You’re not alone if you’re experiencing knee pain or symptoms due to osteoarthritis. Studies have shown that an estimated 40% of men and 47% of women will develop this condition. Knee pain can result from a myriad of other issues as well, including loose bodies in your joint. How do you know if your pain is a result of these loose bodies?
Loose bodies can present symptoms of pain, swelling, and decreased mobility in the knee. It’s essential for you to understand what loose bodies are and what kind of issues they can cause for the knee. If loose bodies are left untreated, the symptoms will only worsen. An orthopedic knee surgeon at NJ Spine & Orthopedic can help eliminate loose bodies, relieve you of your pain, and regain mobility in the knee.
What Are Loose Bodies?
Loose bodies are fragments of bone and cartilage that break free and float around in the fluid that protects and lubricates the knee joint. The fragment sizes can vary from a few millimeters up to several centimeters. Small or big pieces of bone or cartilage are enough to interfere with the function of the knee.
Loose bodies can be broken off due to an injury while participating in sports, causing fragments to break off. Another common cause of loose bodies is osteoarthritis. As people get older, it’s common for osteoarthritis to occur in the knee, especially if obesity is a factor. The deterioration of the bone and cartilage due to osteoarthritis makes them fragile and results in fragmentation. If you injured the knee in the past, this may hasten the progression of osteoarthritis as well.
How Loose Bodies Are Related to Knee Pain
If there are any loose bodies present in the knee, they can get caught in the joint as you flex or extend the knee. For example, if there is a foreign fragment where there shouldn’t be, this can cause pain and swelling. In addition, the loose bodies caught within the knee joint will not allow you to flex or extend the knee to the fullest range and may even cause the knee to lock or become stuck in one position. Other symptoms include difficulty walking or feeling like something is moving in the knee.
Unfortunately, even if loose bodies are eventually freed from the joint and symptoms go away, they may still continue migrating nearby, risking interference with the joint again and the return of symptoms. Therefore, consult a medical professional for the first signs of loose body knee pain or related symptoms.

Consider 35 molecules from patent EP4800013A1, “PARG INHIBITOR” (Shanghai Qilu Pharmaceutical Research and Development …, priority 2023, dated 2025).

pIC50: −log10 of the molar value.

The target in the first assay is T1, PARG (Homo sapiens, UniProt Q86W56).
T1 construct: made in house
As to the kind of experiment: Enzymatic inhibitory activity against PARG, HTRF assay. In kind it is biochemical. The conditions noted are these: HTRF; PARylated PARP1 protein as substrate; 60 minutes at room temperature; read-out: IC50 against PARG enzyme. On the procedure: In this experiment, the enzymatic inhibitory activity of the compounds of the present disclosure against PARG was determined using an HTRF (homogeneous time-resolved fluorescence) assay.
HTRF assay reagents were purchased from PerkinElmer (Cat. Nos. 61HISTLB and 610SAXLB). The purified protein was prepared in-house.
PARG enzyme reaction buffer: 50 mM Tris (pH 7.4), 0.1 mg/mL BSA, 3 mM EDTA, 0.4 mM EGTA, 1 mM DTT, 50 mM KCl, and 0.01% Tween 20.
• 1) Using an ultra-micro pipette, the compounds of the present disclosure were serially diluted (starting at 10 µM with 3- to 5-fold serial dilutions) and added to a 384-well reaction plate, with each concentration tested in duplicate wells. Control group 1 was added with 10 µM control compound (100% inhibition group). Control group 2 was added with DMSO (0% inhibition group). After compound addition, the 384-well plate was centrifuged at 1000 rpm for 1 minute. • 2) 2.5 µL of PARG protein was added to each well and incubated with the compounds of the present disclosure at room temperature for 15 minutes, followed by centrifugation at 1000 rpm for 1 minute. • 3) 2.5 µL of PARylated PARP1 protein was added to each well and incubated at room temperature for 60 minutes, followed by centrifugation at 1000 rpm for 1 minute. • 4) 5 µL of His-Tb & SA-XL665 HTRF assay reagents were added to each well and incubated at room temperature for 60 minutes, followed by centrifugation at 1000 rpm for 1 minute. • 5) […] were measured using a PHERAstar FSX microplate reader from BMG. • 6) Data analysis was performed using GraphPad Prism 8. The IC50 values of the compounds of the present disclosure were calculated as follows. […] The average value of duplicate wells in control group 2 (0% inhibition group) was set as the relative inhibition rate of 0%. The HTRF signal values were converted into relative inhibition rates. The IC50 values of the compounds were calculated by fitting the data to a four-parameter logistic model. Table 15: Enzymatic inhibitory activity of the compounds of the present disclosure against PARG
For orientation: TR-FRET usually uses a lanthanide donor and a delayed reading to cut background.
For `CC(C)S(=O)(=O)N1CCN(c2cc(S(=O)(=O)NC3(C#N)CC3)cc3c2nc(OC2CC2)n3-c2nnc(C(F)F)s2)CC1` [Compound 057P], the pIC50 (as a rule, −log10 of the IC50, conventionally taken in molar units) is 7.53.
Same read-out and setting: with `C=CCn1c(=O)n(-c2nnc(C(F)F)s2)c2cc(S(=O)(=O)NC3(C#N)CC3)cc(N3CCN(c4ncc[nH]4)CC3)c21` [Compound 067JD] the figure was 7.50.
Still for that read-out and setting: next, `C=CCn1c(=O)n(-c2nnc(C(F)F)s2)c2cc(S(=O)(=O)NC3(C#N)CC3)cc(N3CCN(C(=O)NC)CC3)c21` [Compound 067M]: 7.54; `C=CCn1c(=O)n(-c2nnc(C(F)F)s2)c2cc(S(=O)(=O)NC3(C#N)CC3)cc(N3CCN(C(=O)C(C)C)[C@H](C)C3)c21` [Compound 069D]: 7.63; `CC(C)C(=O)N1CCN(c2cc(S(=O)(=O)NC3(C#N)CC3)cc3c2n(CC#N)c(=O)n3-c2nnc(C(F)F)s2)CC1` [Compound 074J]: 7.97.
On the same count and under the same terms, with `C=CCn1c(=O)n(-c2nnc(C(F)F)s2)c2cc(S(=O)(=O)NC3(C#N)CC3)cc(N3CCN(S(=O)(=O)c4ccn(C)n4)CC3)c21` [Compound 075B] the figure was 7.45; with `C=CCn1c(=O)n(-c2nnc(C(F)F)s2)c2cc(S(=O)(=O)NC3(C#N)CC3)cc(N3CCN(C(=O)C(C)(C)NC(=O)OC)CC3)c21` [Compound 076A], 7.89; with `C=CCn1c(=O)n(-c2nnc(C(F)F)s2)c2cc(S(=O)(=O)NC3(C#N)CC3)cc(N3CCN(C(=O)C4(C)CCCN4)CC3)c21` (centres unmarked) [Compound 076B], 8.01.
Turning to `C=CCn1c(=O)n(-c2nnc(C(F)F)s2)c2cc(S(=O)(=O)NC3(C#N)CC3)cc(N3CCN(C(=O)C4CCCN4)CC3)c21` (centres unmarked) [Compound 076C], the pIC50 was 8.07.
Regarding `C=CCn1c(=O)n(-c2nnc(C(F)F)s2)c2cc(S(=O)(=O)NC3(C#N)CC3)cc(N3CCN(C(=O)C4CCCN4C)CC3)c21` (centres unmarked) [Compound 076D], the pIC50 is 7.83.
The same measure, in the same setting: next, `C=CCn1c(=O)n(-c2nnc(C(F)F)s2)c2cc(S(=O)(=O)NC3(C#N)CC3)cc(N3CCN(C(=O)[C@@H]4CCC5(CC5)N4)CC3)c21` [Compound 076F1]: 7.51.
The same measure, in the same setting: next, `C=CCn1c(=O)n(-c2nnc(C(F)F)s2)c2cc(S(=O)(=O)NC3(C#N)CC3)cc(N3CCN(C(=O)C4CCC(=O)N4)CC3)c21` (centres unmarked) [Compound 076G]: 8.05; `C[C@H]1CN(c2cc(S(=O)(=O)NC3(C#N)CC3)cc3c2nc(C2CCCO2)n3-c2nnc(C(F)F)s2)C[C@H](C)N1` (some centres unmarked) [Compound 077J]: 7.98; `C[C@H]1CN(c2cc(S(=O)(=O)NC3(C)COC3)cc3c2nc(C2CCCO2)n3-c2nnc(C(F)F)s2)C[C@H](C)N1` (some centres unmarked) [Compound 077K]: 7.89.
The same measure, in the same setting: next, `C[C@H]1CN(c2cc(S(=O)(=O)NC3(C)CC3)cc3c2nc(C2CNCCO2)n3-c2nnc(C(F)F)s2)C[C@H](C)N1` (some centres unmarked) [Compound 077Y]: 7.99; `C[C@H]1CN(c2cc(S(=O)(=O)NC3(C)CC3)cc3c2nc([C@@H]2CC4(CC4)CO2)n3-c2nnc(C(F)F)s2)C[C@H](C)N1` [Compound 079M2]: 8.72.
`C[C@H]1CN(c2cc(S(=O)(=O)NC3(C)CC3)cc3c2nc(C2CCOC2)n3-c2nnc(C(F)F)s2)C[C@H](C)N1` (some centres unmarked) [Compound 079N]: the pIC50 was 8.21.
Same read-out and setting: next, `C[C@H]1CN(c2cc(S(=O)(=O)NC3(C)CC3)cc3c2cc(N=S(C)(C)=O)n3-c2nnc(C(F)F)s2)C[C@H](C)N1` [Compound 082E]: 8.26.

Osteoarthritis and Loose Body Treatments to Relieve Knee Pain
When osteoarthritis develops due to normal wear-and-tear, disease, or injury, it can cause damage to all areas of the knee joint. Pain, swelling, and the loss of motion in a joint can progress when the following parts of the knee joint continue to deteriorate:
- The cartilage that covers the ends of bones that meet to form the knee joint
- Tendons and ligaments
- The lining of knee joints
- The bones themselves
The doctor will conduct a physical exam and check your reflexes and pain response of the problem knee. X-rays and MRIs can detect loss of joint space, bone damage, bone spurs, and damage to soft tissues in and around the joint. In addition, these imaging scan methods may spot large fragments of loose bodies.
Physical therapy and exercise can help reduce pain and improve the function of the knee. Medications, such as non-steroidal anti-inflammatory drugs or acetaminophen, can also reduce pain and inflammation. However, an orthopedic surgeon can replace the knee when traditional treatments no longer work.
When loose bodies are detected, you can treat pain, swelling, and mobility issues with physical therapy and anti-inflammatory drugs, but they don’t go away on their own. They often continue to cause further problems. Minimally-invasive surgery can remove loose bodies and prevent worsening symptoms.
Contact the Knee Specialists at NJ Spine & Orthopedic Today
Consult the NJ Spine & Orthopedic knee specialists if you are experiencing knee pain, swelling, limited mobility range, or intermittent locking of your knee joint. Our skilled team can conduct imaging scans and other methods to confirm if loose bodies are present in your knee.